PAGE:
Subject specific skills
LO1 plan, develop and produce an original piece of digital narrative or electronic literature that balances creative experimentation with publishing considerations;
Knowledge and understanding
LO2 articulate conceptual knowledge and evaluative understanding of an area of digital writing practice;
Cognitive intellectual abilities
LO3 reflect critically on the role of new media in shaping contemporary literature and literacies;
LO4 learn independently for the purposes of continuing professional development.
At the end of the module students will conceive, plan, design and produce an original piece of writing, using digital tools and informed by the topics explored during the module. This piece will be the final outcome of an ongoing investigative series of writing exercises that students will undertake during the module in response to the syllabus. The coursework may take many different forms, reflecting students’ individual interests within this large and constantly changing field. Work may be fiction or non-fiction, creative or professional in orientation.
The main written coursework will be accompanied by an academic reflective commentary that contextualises the piece in relation to concepts, debates and comparative examples introduced during the module and researched independently.
Where possible, the most current version of reading materials is used during the delivery of this module. Comprehensive reading lists are provided to students in their handbooks. Reading Lists will be updated annually.
Baron, D. (2009) A Better Pencil: Readers, Writers, and the Digital Revolution, Oxford University Press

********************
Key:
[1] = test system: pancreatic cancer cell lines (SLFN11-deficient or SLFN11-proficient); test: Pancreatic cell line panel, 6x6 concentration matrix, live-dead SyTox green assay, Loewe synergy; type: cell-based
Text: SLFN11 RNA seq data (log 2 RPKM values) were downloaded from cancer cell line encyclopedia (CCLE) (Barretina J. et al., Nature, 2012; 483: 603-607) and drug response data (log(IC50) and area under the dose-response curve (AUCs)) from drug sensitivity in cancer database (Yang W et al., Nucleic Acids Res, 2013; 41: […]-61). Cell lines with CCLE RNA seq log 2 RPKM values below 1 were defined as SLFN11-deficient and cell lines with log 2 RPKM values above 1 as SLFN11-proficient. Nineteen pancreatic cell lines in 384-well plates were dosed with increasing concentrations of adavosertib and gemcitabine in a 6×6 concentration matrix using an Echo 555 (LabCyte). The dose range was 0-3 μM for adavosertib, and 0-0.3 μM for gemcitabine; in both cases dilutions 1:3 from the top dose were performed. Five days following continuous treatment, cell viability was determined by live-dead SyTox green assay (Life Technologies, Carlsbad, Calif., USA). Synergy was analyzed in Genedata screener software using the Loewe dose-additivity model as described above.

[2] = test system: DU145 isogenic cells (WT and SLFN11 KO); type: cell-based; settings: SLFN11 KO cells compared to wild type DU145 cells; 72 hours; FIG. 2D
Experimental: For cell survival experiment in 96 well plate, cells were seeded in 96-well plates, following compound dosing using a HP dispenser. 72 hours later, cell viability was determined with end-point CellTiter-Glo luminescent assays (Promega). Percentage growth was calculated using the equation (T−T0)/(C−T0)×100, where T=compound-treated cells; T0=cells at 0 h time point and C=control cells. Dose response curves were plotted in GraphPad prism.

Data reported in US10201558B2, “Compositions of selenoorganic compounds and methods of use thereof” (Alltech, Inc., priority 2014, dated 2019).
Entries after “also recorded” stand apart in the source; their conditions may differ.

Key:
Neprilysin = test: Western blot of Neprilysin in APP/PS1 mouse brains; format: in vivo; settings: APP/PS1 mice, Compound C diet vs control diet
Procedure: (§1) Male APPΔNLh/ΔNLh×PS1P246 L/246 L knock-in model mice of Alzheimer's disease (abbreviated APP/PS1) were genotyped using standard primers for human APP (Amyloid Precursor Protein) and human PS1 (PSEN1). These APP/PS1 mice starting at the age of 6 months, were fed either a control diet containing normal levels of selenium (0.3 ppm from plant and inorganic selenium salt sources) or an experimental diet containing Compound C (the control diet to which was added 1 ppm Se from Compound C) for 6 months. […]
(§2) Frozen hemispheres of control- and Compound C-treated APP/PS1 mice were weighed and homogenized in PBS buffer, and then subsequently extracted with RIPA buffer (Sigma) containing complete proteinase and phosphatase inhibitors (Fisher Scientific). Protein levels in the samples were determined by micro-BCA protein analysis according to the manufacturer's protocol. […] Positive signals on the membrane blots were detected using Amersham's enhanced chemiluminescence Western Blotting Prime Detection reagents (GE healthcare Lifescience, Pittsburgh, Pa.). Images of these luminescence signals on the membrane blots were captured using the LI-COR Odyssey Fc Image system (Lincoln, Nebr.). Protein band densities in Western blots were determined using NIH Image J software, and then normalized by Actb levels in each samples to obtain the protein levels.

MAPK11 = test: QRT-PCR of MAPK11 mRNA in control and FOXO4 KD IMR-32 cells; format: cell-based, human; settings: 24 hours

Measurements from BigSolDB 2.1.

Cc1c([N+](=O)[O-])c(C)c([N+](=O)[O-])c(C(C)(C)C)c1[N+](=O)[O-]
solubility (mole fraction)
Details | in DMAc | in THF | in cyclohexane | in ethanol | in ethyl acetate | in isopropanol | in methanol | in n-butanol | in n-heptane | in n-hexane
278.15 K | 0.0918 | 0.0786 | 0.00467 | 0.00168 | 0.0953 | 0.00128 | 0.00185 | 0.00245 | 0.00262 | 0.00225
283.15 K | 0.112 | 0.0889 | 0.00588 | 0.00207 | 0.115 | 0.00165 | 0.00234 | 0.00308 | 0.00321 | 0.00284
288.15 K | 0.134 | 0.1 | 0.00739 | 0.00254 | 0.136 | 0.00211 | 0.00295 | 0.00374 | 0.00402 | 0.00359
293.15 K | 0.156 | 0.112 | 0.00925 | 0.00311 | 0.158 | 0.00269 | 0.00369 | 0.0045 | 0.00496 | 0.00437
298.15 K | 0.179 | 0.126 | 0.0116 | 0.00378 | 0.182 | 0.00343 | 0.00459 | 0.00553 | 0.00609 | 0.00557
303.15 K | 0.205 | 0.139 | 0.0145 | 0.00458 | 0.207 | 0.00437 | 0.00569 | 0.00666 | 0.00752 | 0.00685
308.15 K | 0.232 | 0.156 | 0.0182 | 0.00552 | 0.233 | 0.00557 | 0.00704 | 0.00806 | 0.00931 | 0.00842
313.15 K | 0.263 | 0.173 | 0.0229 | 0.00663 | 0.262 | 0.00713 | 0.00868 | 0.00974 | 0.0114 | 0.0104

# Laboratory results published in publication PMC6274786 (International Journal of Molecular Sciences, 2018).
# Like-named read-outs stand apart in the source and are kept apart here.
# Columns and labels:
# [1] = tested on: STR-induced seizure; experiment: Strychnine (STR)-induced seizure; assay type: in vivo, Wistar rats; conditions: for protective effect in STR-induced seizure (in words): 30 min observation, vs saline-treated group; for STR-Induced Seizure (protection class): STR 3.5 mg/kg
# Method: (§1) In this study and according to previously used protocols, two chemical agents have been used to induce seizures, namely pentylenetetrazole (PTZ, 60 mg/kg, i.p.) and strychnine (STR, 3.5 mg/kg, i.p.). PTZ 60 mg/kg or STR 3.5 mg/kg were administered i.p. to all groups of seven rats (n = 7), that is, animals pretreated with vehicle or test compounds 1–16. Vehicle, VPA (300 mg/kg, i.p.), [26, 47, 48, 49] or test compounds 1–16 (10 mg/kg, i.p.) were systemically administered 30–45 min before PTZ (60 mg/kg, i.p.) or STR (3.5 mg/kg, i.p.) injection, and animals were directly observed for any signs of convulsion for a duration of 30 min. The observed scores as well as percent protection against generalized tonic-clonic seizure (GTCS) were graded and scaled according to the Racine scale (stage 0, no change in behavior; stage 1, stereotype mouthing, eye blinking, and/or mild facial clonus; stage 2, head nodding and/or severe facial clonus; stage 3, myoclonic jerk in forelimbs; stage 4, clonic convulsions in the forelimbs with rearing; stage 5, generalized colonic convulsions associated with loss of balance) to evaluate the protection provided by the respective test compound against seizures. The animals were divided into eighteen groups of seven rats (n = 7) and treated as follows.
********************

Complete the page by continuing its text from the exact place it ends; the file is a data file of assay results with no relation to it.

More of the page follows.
Hayles, N. K., (2008) Electronic Literature: New Horizons for the Literary, University of Notre Dame Press
Miller, C.H. (2014) Digital Storytelling: A Creator’s Guide to Interactive Entertainment, 3rd ed. Focal Press
Goldsmith, K. (2011) Uncreative Writing: Managing Language in the Digital Age, Columbia University Press
Handley, A. (2014) Everybody Writes: Your Go-to Guide to Creating Ridiculously Good Content, John Wiley and Sons
Jenkins, H., Ford, S. and Green, J. (2013) Spreadable Media: Creating Value and Meaning in a Networked Culture, New York University Press
Lambert, J. (2013) Digital Storytelling: Capturing Lives, Creating Community, 4th ed., Routledge
Murray, J. (2017) Hamlet on the Holodeck: The Future of Narrative in Cyberspace, updated ed., The Free Press
Philips, A. (2012) A Creator's Guide to Transmedia Storytelling: How to Captivate and Engage Audiences across Multiple Platforms, McGraw-Hill Education
Ryan, M-L. (2015) Narrative as Virtual Reality 2: Revisiting Immersion and Interactivity in Literature and Electronic Media, Johns Hopkins University Press
Sheldon, L. (2014) Character Development and Storytelling for Games, 2nd ed., Cengage Learning
Electronic Literature Collection http://collection.eliterature.org/
IF:book UK http://www.ifbook.co.uk/
The literary platform http://theliteraryplatform.com/
The writing platform http://www.thewritingplatform.com/
Project Muse http://muse.jhu.edu/
Lynda.com tutorials, for example
Batesole, B. Social Media Marketing with Facebook and Twitter
Leland, K. Personal Branding on Social Media
Matthews, J. Ebook Publishing Fundamentals
Rothman, D. Content Marketing: Blogs